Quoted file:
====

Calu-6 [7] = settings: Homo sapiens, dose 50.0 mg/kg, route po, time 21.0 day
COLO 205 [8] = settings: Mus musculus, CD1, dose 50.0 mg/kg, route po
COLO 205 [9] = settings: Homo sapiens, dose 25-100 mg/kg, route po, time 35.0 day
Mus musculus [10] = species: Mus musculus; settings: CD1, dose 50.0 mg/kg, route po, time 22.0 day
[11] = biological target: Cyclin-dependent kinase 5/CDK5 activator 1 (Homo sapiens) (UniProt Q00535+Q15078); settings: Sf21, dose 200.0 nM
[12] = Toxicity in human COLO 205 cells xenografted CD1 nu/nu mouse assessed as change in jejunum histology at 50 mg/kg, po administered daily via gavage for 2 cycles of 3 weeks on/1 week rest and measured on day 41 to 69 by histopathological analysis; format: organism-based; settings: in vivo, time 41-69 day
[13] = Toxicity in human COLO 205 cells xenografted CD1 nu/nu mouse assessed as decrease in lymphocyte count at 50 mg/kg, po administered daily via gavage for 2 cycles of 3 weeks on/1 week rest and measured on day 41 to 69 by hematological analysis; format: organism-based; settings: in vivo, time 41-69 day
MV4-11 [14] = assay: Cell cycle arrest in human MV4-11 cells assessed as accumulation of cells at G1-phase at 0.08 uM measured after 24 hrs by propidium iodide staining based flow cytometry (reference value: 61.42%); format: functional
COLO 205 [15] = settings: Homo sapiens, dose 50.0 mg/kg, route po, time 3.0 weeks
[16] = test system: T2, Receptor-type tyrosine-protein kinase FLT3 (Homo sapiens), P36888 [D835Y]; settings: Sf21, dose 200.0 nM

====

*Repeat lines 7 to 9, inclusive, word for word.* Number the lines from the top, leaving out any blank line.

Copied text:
[13] = Toxicity in human COLO 205 cells xenografted CD1 nu/nu mouse assessed as decrease in lymphocyte count at 50 mg/kg, po administered daily via gavage for 2 cycles of 3 weeks on/1 week rest and measured on day 41 to 69 by hematological analysis; format: organism-based; settings: in vivo, time 41-69 day
MV4-11 [14] = assay: Cell cycle arrest in human MV4-11 cells assessed as accumulation of cells at G1-phase at 0.08 uM measured after 24 hrs by propidium iodide staining based flow cytometry (reference value: 61.42%); format: functional
COLO 205 [15] = settings: Homo sapiens, dose 50.0 mg/kg, route po, time 3.0 weeks